Is growing in Christ still my top priority? Do I regularly take time to fill up with God before pouring out to my family? Am I compassionate? Slow to anger and quick to forgive? Do I encourage and build up or do I focus more on what needs to be done and forget who I’m doing it for? Do I take care of myself physically so I’m ready to have fun and share activities together with the person I pledged to love “’til death do us part?” Do I bring life and peace into our home or do I deplete it the moment I walk through the door?


I think there is a lot of truth packed into that one sentence: “be the person the person you want to be with wants to be with.”


What does the sentence above speak to you?


© Cheri Swalwell 2020


Climbing the mountain …

I was having a conversation with someone about God the other day. I was encouraging this person about how much God desires a relationship with us – He doesn’t care where we start, He only wants us to want to grow closer to Him.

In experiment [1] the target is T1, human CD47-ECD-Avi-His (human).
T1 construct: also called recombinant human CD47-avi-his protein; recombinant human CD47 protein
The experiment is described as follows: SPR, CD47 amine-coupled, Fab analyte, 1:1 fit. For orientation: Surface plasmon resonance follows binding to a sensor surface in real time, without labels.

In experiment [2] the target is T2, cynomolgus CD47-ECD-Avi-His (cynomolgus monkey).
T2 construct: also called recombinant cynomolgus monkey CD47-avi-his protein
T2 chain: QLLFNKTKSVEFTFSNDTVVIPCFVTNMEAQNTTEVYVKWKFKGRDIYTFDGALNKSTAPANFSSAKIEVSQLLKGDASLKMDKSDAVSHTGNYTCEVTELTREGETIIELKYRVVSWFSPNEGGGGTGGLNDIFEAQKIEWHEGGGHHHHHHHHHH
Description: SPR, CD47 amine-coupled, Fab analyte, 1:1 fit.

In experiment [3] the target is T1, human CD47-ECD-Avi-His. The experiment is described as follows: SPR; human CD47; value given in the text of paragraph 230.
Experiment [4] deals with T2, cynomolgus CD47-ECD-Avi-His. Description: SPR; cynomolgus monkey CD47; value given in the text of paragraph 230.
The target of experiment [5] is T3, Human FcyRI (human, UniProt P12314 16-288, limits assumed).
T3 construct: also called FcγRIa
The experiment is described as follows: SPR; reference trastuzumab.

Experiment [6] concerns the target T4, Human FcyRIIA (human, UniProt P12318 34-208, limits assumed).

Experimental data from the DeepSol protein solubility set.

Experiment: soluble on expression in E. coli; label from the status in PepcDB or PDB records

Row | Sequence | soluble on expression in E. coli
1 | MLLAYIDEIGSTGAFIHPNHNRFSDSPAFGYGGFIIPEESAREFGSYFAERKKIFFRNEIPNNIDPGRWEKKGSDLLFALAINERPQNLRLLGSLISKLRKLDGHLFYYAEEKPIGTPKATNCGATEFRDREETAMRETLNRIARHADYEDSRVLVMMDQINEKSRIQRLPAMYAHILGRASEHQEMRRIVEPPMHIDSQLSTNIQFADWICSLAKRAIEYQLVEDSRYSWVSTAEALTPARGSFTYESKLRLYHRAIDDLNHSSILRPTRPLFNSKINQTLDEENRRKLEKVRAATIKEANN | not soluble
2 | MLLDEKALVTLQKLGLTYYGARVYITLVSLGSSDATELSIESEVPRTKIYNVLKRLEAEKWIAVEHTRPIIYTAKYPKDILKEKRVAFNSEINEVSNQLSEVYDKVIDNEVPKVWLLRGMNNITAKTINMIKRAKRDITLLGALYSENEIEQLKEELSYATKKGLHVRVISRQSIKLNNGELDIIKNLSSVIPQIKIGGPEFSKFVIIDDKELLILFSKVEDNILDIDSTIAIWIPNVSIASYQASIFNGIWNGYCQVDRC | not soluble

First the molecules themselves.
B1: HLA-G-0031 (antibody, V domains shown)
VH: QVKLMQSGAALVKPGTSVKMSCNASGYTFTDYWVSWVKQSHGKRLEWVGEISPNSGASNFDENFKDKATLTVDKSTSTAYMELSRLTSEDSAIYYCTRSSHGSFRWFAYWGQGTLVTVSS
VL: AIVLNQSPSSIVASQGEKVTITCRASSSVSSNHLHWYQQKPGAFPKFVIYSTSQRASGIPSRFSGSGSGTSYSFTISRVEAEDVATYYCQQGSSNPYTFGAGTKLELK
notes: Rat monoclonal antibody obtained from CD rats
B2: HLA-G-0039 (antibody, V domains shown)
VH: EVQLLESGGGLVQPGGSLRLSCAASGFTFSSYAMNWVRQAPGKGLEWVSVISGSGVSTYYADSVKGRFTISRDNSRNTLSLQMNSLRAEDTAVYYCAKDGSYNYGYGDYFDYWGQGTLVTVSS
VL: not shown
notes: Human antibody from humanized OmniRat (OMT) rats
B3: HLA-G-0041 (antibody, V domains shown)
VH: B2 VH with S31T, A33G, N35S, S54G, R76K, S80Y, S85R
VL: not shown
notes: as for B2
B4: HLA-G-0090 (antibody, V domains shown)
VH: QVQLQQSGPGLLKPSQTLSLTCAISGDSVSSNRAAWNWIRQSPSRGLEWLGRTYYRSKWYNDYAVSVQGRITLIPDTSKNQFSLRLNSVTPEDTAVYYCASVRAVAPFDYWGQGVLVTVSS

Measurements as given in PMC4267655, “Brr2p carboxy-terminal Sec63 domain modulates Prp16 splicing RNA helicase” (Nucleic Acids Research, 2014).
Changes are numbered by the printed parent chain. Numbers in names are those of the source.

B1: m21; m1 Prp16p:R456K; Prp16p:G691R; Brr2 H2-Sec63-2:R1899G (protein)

I was making the statement, “you don’t have to start on top of the mountain.” Start where you are, because God will meet you there and help you climb.


For the past six years, I’ve been steadily climbing up the mountain. I started way down at the bottom and had been steadily climbing month after month, year after year.

However, I noticed this past year, I felt as though I was starting to lose ground… and didn’t understand why. I was still reading my Bible every day, I was still praying often, I was still in love with God … so why did it feel more difficult to keep climbing?